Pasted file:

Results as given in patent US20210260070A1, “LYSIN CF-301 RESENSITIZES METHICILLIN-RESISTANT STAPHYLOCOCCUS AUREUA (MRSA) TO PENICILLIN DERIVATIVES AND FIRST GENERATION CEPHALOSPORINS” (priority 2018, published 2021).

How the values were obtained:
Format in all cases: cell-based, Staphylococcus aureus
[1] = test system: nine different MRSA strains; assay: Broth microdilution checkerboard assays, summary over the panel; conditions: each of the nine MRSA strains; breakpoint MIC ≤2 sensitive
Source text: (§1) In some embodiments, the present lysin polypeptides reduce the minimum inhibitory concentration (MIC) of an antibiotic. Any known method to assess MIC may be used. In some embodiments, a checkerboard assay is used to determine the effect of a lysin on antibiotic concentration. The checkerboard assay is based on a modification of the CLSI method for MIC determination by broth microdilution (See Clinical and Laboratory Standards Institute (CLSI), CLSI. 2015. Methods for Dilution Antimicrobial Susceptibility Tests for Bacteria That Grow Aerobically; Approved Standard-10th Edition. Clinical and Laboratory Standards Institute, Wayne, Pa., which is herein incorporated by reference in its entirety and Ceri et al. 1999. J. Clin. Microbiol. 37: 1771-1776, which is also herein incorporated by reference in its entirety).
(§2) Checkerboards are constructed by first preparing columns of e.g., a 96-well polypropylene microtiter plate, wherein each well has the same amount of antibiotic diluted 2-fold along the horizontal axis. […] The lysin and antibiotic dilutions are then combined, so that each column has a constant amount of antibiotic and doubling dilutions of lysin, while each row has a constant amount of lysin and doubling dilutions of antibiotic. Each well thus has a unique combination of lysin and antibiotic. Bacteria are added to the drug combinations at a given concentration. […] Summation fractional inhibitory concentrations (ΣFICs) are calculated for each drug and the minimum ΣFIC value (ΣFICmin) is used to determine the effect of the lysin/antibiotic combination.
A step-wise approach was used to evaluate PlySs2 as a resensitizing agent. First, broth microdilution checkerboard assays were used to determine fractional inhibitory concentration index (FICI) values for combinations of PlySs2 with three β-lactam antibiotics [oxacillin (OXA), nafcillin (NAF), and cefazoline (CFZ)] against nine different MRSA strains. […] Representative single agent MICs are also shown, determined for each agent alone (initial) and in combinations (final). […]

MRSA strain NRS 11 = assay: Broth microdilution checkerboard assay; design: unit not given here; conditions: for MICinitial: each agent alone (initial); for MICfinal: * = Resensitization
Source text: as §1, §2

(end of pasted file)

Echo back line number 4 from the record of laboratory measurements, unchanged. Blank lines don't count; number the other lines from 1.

[1] = test system: nine different MRSA strains; assay: Broth microdilution checkerboard assays, summary over the panel; conditions: each of the nine MRSA strains; breakpoint MIC ≤2 sensitive